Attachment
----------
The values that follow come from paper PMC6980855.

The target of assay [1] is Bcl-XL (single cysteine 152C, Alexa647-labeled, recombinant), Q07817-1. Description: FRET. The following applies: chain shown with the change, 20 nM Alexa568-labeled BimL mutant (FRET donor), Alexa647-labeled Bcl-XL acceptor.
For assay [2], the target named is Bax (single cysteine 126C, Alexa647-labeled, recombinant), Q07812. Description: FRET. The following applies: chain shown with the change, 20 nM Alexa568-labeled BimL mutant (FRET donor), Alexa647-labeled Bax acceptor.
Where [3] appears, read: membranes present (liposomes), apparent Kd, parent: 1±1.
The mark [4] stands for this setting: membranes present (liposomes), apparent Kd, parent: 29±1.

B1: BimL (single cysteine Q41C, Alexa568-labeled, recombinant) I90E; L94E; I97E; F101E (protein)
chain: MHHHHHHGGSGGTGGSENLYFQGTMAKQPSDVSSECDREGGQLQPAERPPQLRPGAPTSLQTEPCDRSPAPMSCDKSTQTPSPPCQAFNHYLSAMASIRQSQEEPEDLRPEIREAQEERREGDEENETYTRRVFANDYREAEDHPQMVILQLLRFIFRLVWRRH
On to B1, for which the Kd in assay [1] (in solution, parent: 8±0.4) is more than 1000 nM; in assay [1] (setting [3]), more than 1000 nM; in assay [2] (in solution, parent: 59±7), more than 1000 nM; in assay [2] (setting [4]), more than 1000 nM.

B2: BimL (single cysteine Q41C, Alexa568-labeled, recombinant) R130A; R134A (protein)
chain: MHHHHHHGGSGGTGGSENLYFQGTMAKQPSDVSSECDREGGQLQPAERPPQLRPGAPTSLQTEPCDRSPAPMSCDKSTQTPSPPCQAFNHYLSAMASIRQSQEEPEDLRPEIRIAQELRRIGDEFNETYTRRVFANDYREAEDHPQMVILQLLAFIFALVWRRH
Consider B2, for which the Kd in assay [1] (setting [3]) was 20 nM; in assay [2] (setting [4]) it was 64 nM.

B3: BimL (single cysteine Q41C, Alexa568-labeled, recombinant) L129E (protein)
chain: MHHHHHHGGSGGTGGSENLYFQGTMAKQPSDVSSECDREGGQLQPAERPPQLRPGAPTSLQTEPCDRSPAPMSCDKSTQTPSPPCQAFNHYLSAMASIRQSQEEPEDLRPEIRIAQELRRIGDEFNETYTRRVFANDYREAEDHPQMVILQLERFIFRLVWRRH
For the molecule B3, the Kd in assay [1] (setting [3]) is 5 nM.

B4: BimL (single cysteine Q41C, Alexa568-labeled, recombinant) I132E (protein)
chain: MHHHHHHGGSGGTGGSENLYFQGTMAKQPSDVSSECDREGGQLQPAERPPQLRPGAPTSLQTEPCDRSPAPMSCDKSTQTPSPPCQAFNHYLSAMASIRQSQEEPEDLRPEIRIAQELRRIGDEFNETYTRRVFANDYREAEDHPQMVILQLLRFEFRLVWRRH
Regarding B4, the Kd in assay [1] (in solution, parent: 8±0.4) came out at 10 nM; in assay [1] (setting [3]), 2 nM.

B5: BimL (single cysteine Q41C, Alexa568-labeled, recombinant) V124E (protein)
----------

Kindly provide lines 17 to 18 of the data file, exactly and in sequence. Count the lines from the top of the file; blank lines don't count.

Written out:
Regarding B4, the Kd in assay [1] (in solution, parent: 8±0.4) came out at 10 nM; in assay [1] (setting [3]), 2 nM.

B5: BimL (single cysteine Q41C, Alexa568-labeled, recombinant) V124E (protein)